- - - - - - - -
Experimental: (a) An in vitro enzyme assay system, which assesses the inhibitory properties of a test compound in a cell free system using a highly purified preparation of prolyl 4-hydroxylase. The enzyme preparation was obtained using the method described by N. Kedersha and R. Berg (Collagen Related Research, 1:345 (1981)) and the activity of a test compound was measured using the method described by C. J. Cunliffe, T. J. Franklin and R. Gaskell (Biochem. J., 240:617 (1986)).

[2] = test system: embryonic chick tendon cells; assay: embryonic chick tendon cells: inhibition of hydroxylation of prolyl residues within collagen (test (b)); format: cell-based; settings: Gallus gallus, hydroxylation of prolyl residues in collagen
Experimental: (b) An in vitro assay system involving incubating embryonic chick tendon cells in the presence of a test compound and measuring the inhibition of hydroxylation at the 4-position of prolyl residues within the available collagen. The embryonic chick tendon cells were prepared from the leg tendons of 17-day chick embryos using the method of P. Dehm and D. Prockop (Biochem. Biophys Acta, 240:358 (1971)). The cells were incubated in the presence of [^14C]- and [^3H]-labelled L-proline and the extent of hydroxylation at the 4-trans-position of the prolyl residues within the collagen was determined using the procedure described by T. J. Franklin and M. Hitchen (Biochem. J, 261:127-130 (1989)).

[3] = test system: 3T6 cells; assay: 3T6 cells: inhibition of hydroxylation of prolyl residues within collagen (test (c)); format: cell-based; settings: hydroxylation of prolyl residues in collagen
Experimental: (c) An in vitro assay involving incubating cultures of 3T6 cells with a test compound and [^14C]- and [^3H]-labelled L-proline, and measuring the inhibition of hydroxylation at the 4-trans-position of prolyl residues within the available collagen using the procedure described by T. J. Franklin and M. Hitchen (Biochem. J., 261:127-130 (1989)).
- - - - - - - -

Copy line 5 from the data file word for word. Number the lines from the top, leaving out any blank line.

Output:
Experimental: (c) An in vitro assay involving incubating cultures of 3T6 cells with a test compound and [^14C]- and [^3H]-labelled L-proline, and measuring the inhibition of hydroxylation at the 4-trans-position of prolyl residues within the available collagen using the procedure described by T. J. Franklin and M. Hitchen (Biochem. J., 261:127-130 (1989)).